Directed evolution holds promise for creating designer enzymes for use as reagents in biomedical research, medical diagnostics, and perhaps even as therapeutics. Directed evolution has been used successfully to select RNA molecules with de novo binding and catalytic properties and most recently proteins with de novo binding properties from large libraries (>108) of molecules. Researchers have not been able to bring the power of directed evolution to bear on enzyme catalysis, however, because there are no suitable high- throughput selections for function for most enzyme-catalyzed reactions. While directed evolution has now been used routinely to increase the activity of known enzymes from small libraries (103-104) of protein variants by automation of traditional enzyme assays, the routine directed evolution of enzymes with prescribed changes in substrate specificity is yet to be achieved. The de novo directed evolution of enzyme activity has never been achieved. To address this bottleneck in the directed evolution field, my laboratory created """"""""chemical complementation"""""""" in the previous granting period?a high-throughput assay for enzyme catalysis of bond formation and cleavage reactions. Our goal in this next granting period is to use chemical complementation to cross this next milestone in the protein directed evolution field?the routine directed evolution of enzymes with prescribed changes in substrate specificity. Specifically, we propose to achieve this goal through the directed evolution of TIM barrels, a """"""""privileged"""""""" scaffold for enzyme catalysis, with altered substrate specificities for catalysis of two synthetically important transformations, carbohydrate synthesis (Aim 1) and the aldol reaction (Aim 2). There are two steps to directed evolution?first DNA mutagenesis to create large libraries of protein variants;and second, selection of the fittest variants. Having engineered yeast to expand the range of chemistry that can give the cell a selective advantage (chemical complementation), in Aim 3 we further engineer yeast to also carry out the DNA mutagenesis in vivo. Our long-term goal is the routine de novo directed evolution of TIM barrel enzymes for myriad chemical transformations.

National Institute of Health (NIH)
National Institute of General Medical Sciences (NIGMS)
Research Project (R01)
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Synthetic and Biological Chemistry A Study Section (SBCA)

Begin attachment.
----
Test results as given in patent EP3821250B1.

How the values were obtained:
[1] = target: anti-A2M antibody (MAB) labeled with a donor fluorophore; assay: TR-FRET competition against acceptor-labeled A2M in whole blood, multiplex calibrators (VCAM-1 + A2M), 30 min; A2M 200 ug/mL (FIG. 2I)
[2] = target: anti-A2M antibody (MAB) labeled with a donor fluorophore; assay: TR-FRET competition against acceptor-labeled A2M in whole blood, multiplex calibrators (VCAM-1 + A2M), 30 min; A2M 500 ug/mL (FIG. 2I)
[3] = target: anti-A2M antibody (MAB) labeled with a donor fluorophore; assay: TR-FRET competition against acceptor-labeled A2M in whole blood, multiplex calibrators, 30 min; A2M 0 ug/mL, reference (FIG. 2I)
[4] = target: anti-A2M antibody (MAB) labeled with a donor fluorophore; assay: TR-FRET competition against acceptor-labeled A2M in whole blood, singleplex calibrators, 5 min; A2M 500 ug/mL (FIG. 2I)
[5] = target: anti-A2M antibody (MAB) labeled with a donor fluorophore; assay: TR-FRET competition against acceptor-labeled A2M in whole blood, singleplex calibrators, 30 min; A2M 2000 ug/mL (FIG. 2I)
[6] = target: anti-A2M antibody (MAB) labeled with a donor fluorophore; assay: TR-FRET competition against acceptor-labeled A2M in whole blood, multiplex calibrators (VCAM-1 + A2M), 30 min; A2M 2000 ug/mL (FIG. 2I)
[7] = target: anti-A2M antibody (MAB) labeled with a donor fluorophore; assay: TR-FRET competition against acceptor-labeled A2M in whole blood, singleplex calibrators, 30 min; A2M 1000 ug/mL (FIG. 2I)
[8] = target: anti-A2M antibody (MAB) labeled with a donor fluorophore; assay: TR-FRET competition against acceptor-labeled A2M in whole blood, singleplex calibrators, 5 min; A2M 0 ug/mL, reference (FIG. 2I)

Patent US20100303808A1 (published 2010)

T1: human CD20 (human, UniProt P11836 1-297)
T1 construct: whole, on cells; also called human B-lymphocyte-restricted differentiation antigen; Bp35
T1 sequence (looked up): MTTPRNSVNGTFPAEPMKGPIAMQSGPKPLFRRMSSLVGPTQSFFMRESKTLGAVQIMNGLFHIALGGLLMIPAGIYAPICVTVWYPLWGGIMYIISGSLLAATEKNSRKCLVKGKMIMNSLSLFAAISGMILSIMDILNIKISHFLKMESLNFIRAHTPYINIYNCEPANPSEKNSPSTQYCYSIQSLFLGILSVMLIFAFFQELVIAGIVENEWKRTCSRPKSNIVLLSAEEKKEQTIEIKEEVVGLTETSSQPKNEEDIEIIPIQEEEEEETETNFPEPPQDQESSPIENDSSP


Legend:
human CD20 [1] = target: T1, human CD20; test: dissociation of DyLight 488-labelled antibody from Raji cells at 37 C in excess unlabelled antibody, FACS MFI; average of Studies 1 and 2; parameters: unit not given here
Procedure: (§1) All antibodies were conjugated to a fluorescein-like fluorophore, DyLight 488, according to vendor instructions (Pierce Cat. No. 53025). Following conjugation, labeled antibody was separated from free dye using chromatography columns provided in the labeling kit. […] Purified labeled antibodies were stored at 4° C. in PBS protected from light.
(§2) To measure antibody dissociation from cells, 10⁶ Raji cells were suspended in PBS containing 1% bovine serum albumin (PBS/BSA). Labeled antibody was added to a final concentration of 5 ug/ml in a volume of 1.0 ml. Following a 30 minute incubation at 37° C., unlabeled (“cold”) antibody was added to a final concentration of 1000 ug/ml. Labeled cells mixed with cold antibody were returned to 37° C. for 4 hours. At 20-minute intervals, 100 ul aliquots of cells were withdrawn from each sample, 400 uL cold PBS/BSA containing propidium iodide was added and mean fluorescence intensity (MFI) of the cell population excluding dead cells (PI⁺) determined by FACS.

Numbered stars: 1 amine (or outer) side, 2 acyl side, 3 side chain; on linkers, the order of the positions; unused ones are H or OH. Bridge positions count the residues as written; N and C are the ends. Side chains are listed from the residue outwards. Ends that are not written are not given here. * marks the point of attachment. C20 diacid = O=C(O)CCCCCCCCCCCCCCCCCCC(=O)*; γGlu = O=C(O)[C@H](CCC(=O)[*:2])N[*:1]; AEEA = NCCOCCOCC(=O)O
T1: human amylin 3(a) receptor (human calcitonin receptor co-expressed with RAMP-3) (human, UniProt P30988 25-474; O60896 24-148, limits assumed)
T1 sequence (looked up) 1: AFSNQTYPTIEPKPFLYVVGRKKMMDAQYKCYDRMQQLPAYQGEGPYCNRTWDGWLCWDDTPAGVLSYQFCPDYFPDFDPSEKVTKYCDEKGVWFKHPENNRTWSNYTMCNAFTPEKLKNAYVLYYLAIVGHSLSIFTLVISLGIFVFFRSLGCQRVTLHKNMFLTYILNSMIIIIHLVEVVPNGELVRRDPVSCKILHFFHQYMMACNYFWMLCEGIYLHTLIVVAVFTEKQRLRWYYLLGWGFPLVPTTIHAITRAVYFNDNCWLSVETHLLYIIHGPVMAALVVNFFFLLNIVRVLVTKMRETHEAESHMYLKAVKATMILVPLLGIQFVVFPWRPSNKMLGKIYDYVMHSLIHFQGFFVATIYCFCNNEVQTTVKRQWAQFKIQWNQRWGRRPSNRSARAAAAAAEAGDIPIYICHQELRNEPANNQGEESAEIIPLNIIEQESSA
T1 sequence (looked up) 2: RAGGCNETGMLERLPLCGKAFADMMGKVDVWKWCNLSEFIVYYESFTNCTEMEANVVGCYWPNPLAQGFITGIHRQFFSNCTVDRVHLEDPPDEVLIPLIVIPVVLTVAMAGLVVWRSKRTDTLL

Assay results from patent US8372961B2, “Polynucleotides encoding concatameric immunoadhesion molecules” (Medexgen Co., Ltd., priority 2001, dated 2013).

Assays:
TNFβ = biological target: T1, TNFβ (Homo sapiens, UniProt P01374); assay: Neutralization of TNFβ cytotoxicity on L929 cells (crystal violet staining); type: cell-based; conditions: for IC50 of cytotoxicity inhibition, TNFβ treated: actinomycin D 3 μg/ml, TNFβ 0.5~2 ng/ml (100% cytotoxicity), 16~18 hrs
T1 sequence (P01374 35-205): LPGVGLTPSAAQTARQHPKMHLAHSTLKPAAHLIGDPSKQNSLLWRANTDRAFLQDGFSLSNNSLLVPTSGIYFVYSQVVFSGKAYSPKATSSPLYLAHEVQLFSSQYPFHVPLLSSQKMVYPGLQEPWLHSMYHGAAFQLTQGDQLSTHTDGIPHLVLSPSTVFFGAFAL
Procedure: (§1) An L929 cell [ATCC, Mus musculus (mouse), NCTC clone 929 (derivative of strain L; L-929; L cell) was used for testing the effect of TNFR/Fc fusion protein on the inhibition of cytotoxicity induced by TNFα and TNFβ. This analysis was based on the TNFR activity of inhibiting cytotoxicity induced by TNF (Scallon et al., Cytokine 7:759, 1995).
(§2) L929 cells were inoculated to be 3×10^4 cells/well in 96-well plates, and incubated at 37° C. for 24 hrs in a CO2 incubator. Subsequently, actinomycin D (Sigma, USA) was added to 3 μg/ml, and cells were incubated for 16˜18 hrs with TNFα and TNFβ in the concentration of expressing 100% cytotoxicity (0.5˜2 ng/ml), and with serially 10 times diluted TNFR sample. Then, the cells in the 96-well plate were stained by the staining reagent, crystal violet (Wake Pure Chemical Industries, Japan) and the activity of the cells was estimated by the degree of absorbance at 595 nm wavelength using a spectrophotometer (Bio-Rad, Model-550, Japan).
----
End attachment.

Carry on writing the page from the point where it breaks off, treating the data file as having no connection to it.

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Fabian, Miles
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Columbia University (N.Y.)
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New York
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Ostrov, Nili; Wingler, Laura M; Cornish, Virginia W (2013) Gene assembly and combinatorial libraries in S. cerevisiae via reiterative recombination. Methods Mol Biol 978:187-203
Harton, Marie D; Wingler, Laura M; Cornish, Virginia W (2013) Transcriptional regulation improves the throughput of three-hybrid counter selections in Saccharomyces cerevisiae. Biotechnol J 8:1485-91
Romanini, Dante W; Peralta-Yahya, Pamela; Mondol, Vanessa et al. (2012) A Heritable Recombination system for synthetic Darwinian evolution in yeast. ACS Synth Biol 1:602-9
Wingler, Laura M; Cornish, Virginia W (2011) Reiterative Recombination for the in vivo assembly of libraries of multigene pathways. Proc Natl Acad Sci U S A 108:15135-40
Wingler, Laura M; Cornish, Virginia W (2011) A library approach for the discovery of customized yeast three-hybrid counter selections. Chembiochem 12:715-7
Pirakitikulr, Nathan; Ostrov, Nili; Peralta-Yahya, Pamela et al. (2010) PCRless library mutagenesis via oligonucleotide recombination in yeast. Protein Sci 19:2336-46
Peralta-Yahya, Pamela; Carter, Brian T; Lin, Hening et al. (2008) High-throughput selection for cellulase catalysts using chemical complementation. J Am Chem Soc 130:17446-52
Tao, Haiyan; Peralta-Yahya, Pamela; Decatur, John et al. (2008) Characterization of a new glycosynthase cloned by using chemical complementation. Chembiochem 9:681-4
Bronson, Jonathan E; Mazur, William W; Cornish, Virginia W (2008) Transcription factor logic using chemical complementation. Mol Biosyst 4:56-8
Lefurgy, Scott T; de Jong, Rene M; Cornish, Virginia W (2007) Saturation mutagenesis of Asn152 reveals a substrate selectivity switch in P99 cephalosporinase. Protein Sci 16:2636-46

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